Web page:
This week at CAPA, music from Green Day’s American Idiot invades the Palace Theatre. Promising to be a high-octane “punk-rock opera,” there are emotional high notes and low notes throughout, portrayed almost completely through song and movement – challenging the cast to bring Green Day’s music to life sans dialogue! We wanted to share some cast insights (pulled from various articles and reviews) with you before you see the show… feel free to follow the links for the full articles.
On finding your way: Alex Nee, the actor playing Johnny in the national tour, explains his character in relation to himself – “I feel like I’m going through the same transition period as Johnny. I’m 21 years old. I’m realizing I can’t always keep acting like a kid, and I’m trying to figure out what it means to grow up. Each character is struggling to find their place in the world. It’s OK to fail. We’re all just trying to figure out how to be a human being.” – Read the full article!
On the energy behind the show: Ensemble cast member Dustin Harris Smith explained to Dayton’s MostMetro.com, “‘There’s a lot of belting and screaming, and we do it healthily and have to take care of our voices, but every now and then someone has to take a performance off just based on the wear and tear of the show. There are a few people in the company who have never called out, and,’ he added with a laugh, ‘there is something very wrong with them, and they are freaks.'” Read the full article!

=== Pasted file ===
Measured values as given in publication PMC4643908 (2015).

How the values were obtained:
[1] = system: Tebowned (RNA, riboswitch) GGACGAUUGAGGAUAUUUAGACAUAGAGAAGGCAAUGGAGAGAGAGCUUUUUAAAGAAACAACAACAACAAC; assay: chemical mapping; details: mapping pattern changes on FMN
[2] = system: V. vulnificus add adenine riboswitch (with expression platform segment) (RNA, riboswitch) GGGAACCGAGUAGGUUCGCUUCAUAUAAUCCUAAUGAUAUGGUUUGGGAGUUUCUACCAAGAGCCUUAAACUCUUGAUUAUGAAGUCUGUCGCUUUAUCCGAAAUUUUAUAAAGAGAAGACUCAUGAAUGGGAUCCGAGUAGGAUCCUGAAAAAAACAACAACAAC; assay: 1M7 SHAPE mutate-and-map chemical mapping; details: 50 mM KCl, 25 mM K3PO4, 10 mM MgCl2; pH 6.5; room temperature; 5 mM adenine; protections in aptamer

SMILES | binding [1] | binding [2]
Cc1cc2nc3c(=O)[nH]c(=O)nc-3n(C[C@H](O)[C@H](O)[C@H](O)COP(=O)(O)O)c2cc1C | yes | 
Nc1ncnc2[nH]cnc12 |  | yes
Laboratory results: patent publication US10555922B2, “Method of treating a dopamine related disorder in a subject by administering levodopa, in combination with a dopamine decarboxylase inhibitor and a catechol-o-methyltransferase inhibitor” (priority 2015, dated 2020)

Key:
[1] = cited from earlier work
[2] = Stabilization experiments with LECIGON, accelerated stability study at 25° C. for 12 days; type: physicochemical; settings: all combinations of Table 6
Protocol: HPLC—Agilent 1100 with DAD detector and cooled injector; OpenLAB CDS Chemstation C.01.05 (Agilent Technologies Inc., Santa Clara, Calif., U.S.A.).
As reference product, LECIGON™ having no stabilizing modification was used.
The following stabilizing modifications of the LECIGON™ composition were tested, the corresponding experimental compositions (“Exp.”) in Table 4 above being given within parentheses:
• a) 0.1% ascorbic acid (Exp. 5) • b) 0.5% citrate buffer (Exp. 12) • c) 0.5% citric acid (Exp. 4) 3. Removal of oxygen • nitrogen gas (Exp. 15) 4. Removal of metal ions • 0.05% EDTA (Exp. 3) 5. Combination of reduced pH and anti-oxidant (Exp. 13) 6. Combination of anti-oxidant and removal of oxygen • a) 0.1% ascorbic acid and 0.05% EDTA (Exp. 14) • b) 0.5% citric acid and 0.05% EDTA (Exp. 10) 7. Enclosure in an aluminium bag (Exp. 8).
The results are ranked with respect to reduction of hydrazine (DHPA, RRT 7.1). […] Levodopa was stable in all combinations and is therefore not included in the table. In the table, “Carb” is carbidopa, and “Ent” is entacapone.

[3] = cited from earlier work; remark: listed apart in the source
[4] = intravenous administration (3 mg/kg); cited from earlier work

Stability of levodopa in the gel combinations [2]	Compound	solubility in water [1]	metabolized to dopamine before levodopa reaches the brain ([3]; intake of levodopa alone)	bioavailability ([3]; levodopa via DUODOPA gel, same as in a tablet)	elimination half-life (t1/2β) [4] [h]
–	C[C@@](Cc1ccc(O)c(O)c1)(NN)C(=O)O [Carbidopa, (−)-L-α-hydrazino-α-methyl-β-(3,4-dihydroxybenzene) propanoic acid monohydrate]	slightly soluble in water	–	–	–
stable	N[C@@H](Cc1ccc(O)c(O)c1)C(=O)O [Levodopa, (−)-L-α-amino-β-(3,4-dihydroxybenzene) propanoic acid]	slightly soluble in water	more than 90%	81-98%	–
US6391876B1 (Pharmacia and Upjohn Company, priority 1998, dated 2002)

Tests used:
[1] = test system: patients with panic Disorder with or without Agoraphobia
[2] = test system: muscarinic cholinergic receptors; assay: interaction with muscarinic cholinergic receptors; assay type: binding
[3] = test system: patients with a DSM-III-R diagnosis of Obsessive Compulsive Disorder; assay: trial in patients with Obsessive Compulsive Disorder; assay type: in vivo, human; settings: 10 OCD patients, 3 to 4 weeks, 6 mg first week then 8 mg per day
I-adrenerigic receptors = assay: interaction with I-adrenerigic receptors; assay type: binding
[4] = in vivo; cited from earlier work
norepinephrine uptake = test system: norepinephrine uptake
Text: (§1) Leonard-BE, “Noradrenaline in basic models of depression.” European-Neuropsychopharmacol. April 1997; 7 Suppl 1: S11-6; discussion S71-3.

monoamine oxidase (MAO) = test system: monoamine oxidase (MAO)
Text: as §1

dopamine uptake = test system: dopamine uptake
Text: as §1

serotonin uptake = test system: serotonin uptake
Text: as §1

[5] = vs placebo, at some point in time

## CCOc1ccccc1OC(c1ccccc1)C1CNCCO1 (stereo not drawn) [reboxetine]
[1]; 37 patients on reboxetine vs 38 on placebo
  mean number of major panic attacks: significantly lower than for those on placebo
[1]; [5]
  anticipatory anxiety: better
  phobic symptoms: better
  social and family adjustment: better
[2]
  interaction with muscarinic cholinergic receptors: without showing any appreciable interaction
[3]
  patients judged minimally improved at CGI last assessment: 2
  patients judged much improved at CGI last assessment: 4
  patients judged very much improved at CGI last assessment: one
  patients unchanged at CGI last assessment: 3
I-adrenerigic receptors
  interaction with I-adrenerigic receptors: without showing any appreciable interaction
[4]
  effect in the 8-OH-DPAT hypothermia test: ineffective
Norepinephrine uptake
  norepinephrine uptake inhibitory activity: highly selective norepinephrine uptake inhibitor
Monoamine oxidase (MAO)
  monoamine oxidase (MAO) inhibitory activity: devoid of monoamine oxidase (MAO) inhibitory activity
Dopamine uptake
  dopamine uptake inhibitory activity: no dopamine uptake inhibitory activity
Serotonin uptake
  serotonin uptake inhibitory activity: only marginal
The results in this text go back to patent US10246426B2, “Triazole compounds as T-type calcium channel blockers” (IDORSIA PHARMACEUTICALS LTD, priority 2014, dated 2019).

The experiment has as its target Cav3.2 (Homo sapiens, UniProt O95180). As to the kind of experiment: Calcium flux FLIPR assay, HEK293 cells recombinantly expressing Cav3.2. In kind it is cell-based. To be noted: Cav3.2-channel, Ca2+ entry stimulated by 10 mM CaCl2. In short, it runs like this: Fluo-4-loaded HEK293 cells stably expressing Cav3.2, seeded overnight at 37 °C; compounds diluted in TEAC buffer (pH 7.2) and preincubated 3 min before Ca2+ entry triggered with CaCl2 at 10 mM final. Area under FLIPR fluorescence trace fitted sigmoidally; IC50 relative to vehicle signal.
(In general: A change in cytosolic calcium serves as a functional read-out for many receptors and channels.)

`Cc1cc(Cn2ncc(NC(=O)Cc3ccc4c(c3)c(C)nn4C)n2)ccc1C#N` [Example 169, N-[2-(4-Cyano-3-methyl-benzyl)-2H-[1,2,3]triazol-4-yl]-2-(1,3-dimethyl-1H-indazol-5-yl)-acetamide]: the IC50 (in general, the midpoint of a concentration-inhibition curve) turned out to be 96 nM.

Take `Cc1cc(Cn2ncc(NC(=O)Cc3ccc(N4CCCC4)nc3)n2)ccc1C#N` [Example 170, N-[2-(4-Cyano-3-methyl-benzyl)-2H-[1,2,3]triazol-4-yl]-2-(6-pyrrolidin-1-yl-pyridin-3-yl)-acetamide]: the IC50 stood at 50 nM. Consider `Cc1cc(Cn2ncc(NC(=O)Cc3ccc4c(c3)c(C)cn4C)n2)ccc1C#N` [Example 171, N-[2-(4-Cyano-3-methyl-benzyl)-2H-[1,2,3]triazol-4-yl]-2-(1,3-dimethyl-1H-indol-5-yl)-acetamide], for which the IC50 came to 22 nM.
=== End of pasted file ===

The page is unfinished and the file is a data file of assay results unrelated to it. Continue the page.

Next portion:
Billy Joe Armstrong (Green Day’s lead singer) on seeing Green Day’s music come to life: “We’ve always thought that somehow there should be some sort of stage version because that’s what we were thinking in our heads. The musical arrangements that Tom Kitt did… it’s amazing. And their energy… it’s just inspiring.” Watch a clip of the story of American Idiot.
On the “punk-rock opera” and musical theatre: “We now live in an age where the people who grew up with rock music are outnumbering the people who didn’t,” Michael Mayer, director and co-author of American Idiot, says. “And I feel that the future of musical theater kind of depends on our ability to embrace and pull together the popular music of the day – as has been Broadway tradition since the beginning – and theater craft.” Read the full article!
American Idiot contains adult content and strong language.